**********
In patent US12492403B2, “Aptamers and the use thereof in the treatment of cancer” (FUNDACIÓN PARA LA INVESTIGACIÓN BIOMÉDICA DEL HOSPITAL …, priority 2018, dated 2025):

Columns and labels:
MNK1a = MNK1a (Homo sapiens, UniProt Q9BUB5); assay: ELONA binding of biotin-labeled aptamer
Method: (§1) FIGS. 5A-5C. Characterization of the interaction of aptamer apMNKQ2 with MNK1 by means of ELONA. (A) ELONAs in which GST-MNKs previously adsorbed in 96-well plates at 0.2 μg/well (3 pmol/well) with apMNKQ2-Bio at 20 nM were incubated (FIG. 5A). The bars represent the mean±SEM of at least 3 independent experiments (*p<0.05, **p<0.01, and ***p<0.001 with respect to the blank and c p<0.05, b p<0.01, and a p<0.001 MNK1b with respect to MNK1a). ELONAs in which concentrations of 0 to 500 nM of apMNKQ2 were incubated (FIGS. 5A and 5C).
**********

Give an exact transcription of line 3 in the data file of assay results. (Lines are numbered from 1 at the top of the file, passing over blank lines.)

MNK1a = MNK1a (Homo sapiens, UniProt Q9BUB5); assay: ELONA binding of biotin-labeled aptamer